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WWV 25 MHz Signal Swapped to Circular Polarization, Reports Invited:

from The ARRL Letter on July 13, 2017
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WWV 25 MHz Signal Swapped to Circular Polarization, Reception Reports Invited:

The resurrected 25 MHz signal of time and frequency standard station WWV is now emanating from a circularly polarized turnstile antenna. WWV had used a vertically polarized antenna on 25 MHz in the 1970s. Silent since 1977, the 25 MHz signal returned to the air on an "experimental basis" in April 2014, and it's been transmitting ever since -- initially on a broadband discone until August 2015, when it switched back to a vertical, which it used until the July 7 switch to circular polarization.

"[W]e are broadcasting with 2 kW from a circularly polarized turnstile antenna," WWV lead electrical engineer Matt Deutch, N0RGT, told ARRL this week. "It is just your standard plain-vanilla turnstile -- two horizontal orthogonal dipoles with a quarter-wave phase-shifting coax linking them."

When the 25 MHz transmitter was shut down in 1977, the antenna's radiating element was "tossed in the bone yard, and a new, longer section put on the tower to make it a 15 MHz standby antenna," Deutch has recounted. When WWV first reintroduced the 25 MHz broadcast some 37 years later in response to requests, it used a broadband monopole. But, it was later decided to use that antenna for WWV's 2.5 MHz standby transmitter and to rebuild the 25-MHz antenna. The old radiating section was retrieved, and the antenna rebuilt so that it looked like what was being used in 1977.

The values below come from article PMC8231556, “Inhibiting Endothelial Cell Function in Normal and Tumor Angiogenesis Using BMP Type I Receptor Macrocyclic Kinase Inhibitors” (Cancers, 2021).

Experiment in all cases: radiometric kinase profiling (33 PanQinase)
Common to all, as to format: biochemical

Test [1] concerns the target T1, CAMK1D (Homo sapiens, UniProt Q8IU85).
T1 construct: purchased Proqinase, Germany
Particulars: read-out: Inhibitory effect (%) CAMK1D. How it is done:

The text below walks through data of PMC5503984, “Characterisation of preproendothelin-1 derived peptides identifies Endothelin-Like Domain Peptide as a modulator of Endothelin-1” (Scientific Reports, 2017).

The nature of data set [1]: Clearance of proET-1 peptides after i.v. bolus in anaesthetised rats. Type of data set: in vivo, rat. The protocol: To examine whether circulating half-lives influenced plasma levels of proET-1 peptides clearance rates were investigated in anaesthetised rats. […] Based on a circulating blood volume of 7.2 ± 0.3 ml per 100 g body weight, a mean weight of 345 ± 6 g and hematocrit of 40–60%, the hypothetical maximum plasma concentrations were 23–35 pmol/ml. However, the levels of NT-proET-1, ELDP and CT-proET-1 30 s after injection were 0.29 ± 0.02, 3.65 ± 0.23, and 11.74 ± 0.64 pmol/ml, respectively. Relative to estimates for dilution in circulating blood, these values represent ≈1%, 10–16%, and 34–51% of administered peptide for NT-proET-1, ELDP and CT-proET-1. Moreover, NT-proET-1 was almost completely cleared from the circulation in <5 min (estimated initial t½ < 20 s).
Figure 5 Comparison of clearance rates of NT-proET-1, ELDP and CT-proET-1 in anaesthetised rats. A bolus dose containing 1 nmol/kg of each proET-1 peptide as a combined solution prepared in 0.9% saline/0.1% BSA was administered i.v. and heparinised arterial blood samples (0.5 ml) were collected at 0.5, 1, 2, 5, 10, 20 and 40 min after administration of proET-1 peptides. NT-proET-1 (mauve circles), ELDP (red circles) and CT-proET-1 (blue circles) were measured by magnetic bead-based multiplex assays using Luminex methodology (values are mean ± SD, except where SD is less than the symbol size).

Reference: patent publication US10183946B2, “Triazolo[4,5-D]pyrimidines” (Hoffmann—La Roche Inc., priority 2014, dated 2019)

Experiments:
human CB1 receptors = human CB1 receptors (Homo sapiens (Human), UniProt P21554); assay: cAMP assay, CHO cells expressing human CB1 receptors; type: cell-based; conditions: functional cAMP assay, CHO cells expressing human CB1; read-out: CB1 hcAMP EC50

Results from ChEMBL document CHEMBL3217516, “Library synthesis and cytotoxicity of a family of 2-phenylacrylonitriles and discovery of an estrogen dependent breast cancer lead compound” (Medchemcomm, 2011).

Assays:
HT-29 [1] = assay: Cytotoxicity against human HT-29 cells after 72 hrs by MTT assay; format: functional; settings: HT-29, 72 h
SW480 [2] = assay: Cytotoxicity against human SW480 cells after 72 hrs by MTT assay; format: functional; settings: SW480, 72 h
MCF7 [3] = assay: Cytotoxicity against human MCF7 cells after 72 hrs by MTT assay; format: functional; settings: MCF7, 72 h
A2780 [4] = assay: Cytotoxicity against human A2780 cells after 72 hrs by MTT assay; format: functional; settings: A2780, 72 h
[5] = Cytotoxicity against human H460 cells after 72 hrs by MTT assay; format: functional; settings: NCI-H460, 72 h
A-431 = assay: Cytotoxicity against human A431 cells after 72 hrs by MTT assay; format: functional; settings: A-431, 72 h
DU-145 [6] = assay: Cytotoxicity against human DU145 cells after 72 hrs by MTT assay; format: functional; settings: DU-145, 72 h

Deutch said it's hoped that the latest antenna change to circular polarization might be helpful to anyone studying propagation during next month's total solar eclipse, which will be visible across the US. "My effort right now is focused on getting the word out, just to make people aware that [the 25 MHz signal] is available, if it can be useful to them."

Located in Fort Collins, Colorado, WWV is operated by the National Institute of Standards and Technology (NIST WWV has invited listeners' comments and reports on its 25 MHz signal.


The ARRL Letter

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